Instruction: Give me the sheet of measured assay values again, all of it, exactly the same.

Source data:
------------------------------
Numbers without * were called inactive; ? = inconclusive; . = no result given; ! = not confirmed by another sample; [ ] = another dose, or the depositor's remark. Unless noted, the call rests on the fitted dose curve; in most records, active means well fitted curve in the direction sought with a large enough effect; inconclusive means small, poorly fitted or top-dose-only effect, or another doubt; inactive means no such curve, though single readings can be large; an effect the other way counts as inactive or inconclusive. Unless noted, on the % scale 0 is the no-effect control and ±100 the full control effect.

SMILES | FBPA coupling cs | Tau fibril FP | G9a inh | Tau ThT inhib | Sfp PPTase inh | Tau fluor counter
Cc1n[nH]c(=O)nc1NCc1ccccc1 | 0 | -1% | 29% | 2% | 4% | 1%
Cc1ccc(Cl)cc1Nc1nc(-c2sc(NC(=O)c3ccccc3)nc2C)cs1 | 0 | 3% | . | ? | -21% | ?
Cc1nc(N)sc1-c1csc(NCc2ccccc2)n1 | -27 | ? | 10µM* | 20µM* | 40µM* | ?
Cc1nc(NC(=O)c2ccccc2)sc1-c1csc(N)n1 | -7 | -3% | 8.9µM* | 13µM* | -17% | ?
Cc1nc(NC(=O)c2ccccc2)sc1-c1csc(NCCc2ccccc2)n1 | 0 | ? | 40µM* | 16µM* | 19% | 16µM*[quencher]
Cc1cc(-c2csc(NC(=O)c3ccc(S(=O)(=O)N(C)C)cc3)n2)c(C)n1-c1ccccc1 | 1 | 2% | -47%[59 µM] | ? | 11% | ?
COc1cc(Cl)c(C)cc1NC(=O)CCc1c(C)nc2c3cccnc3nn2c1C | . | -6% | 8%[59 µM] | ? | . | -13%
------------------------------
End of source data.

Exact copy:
Numbers without * were called inactive; ? = inconclusive; . = no result given; ! = not confirmed by another sample; [ ] = another dose, or the depositor's remark. Unless noted, the call rests on the fitted dose curve; in most records, active means well fitted curve in the direction sought with a large enough effect; inconclusive means small, poorly fitted or top-dose-only effect, or another doubt; inactive means no such curve, though single readings can be large; an effect the other way counts as inactive or inconclusive. Unless noted, on the % scale 0 is the no-effect control and ±100 the full control effect.

SMILES | FBPA coupling cs | Tau fibril FP | G9a inh | Tau ThT inhib | Sfp PPTase inh | Tau fluor counter
Cc1n[nH]c(=O)nc1NCc1ccccc1 | 0 | -1% | 29% | 2% | 4% | 1%
Cc1ccc(Cl)cc1Nc1nc(-c2sc(NC(=O)c3ccccc3)nc2C)cs1 | 0 | 3% | . | ? | -21% | ?
Cc1nc(N)sc1-c1csc(NCc2ccccc2)n1 | -27 | ? | 10µM* | 20µM* | 40µM* | ?
Cc1nc(NC(=O)c2ccccc2)sc1-c1csc(N)n1 | -7 | -3% | 8.9µM* | 13µM* | -17% | ?
Cc1nc(NC(=O)c2ccccc2)sc1-c1csc(NCCc2ccccc2)n1 | 0 | ? | 40µM* | 16µM* | 19% | 16µM*[quencher]
Cc1cc(-c2csc(NC(=O)c3ccc(S(=O)(=O)N(C)C)cc3)n2)c(C)n1-c1ccccc1 | 1 | 2% | -47%[59 µM] | ? | 11% | ?
COc1cc(Cl)c(C)cc1NC(=O)CCc1c(C)nc2c3cccnc3nn2c1C | . | -6% | 8%[59 µM] | ? | . | -13%